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Glutamate signaling through the NMDA receptor reduces the expression of scleraxis in plantaris tendon derived cells

Overview of attention for article published in BMC Musculoskeletal Disorders, May 2017
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  • Above-average Attention Score compared to outputs of the same age (62nd percentile)

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5 tweeters

Citations

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3 Dimensions

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6 Mendeley
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Title
Glutamate signaling through the NMDA receptor reduces the expression of scleraxis in plantaris tendon derived cells
Published in
BMC Musculoskeletal Disorders, May 2017
DOI 10.1186/s12891-017-1575-4
Pubmed ID
Authors

Christoph Spang, Ludvig J. Backman, Sandrine Le Roux, Jialin Chen, Patrik Danielson

Abstract

A body of evidence demonstrating changes to the glutaminergic system in tendinopathy has recently emerged. This hypothesis was further tested by studying the effects of glutamate on the tenocyte phenotype, and the impact of loading and exposure to glucocorticoids on the glutamate signaling machinery. Plantaris tendon tissue and cultured plantaris tendon derived cells were immunohisto-/cytochemically stained for glutamate, N-Methyl-D-Aspartate receptor 1 (NMDAR1) and vesicular glutamate transporter 2 (VGluT2). Primary cells were exposed to glutamate or receptor agonist NMDA. Cell death/viability was measured via LDH/MTS assays, and Western blot for cleaved caspase 3 (c-caspase 3) and cleaved poly (ADP-ribose) polymerase (c-PARP). Scleraxis mRNA (Scx)/protein(SCX) were analyzed by qPCR and Western blot, respectively. A FlexCell system was used to apply cyclic strain. The effect of glucocorticoids was studies by adding dexamethasone (Dex). The mRNA of the glutamate synthesizing enzymes Got1 and Gls, and NMDAR1 protein were measured. Levels of free glutamate were determined by a colorimetric assay. Immunoreactions for glutamate, VGluT2, and NMDAR1 were found in tenocytes and peritendinous cells in tissue sections and in cultured cells. Cell death was induced by high concentrations of glutamate but not by NMDA. Scleraxis mRNA/protein was down-regulated in response to NMDA/glutamate stimulation. Cyclic strain increased, and Dex decreased, Gls and Got1 mRNA expression. Free glutamate levels were lower after Dex exposure. In conclusion, NMDA receptor stimulation leads to a reduction of scleraxis expression that may be involved in a change of phenotype in tendon cells. Glutamate synthesis is increased in tendon cells in response to strain and decreased by glucocorticoid stimulation. This implies that locally produced glutamate could be involved in the tissue changes observed in tendinopathy.

Twitter Demographics

The data shown below were collected from the profiles of 5 tweeters who shared this research output. Click here to find out more about how the information was compiled.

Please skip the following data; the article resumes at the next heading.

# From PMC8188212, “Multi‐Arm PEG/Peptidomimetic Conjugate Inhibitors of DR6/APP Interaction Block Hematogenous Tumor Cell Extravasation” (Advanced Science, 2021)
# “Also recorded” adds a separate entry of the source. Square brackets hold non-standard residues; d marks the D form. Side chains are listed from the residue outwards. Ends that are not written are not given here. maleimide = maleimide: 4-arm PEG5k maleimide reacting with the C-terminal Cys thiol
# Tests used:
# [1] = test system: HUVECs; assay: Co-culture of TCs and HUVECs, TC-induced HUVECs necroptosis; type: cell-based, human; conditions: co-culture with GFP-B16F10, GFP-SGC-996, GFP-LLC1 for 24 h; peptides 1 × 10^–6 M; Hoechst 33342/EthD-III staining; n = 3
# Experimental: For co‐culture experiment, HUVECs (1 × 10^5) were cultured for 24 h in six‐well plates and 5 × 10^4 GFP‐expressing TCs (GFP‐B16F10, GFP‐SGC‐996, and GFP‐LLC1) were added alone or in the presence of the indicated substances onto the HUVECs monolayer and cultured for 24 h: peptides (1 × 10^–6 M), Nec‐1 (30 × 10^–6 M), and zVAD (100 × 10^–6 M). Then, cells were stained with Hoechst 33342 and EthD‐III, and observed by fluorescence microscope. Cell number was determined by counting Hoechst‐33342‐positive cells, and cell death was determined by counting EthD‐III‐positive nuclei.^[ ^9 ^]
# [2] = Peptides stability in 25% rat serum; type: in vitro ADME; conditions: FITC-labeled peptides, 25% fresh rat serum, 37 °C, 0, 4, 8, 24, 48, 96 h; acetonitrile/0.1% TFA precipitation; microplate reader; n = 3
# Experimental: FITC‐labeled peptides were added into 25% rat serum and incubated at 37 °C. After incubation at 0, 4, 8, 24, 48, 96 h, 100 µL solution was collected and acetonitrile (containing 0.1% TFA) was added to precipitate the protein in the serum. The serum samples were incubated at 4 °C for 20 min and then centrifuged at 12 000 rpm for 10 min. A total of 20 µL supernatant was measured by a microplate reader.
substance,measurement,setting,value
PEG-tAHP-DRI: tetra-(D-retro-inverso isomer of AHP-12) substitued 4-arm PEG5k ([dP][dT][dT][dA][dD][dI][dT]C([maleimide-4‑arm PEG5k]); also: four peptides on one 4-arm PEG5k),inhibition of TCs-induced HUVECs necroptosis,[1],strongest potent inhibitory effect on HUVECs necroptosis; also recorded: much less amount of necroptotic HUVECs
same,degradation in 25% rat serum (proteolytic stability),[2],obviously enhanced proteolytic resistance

Mendeley readers

The data shown below were compiled from readership statistics for 6 Mendeley readers of this research output. Click here to see the associated Mendeley record.

Geographical breakdown

Country Count As %
Unknown 6 100%

Demographic breakdown

Readers by professional status Count As %
Student > Ph. D. Student 2 33%
Student > Master 1 17%
Professor 1 17%
Lecturer 1 17%
Unspecified 1 17%
Other 0 0%
Readers by discipline Count As %
Unspecified 1 17%
Biochemistry, Genetics and Molecular Biology 1 17%
Nursing and Health Professions 1 17%
Agricultural and Biological Sciences 1 17%
Medicine and Dentistry 1 17%
Other 1 17%

Attention Score in Context

This research output has an Altmetric Attention Score of 3. This is our high-level measure of the quality and quantity of online attention that it has received. This Attention Score, as well as the ranking and number of research outputs shown below, was calculated when the research output was last mentioned on 30 June 2018.
All research outputs
#6,645,863
of 13,160,482 outputs
Outputs from BMC Musculoskeletal Disorders
#1,011
of 2,616 outputs
Outputs of similar age
#99,238
of 267,255 outputs
Outputs of similar age from BMC Musculoskeletal Disorders
#1
of 1 outputs
Altmetric has tracked 13,160,482 research outputs across all sources so far. This one is in the 49th percentile – i.e., 49% of other outputs scored the same or lower than it.
So far Altmetric has tracked 2,616 research outputs from this source. They typically receive a little more attention than average, with a mean Attention Score of 6.0. This one has gotten more attention than average, scoring higher than 60% of its peers.
Older research outputs will score higher simply because they've had more time to accumulate mentions. To account for age we can compare this Altmetric Attention Score to the 267,255 tracked outputs that were published within six weeks on either side of this one in any source. This one has gotten more attention than average, scoring higher than 62% of its contemporaries.
We're also able to compare this research output to 1 others from the same source and published within six weeks on either side of this one. This one has scored higher than all of them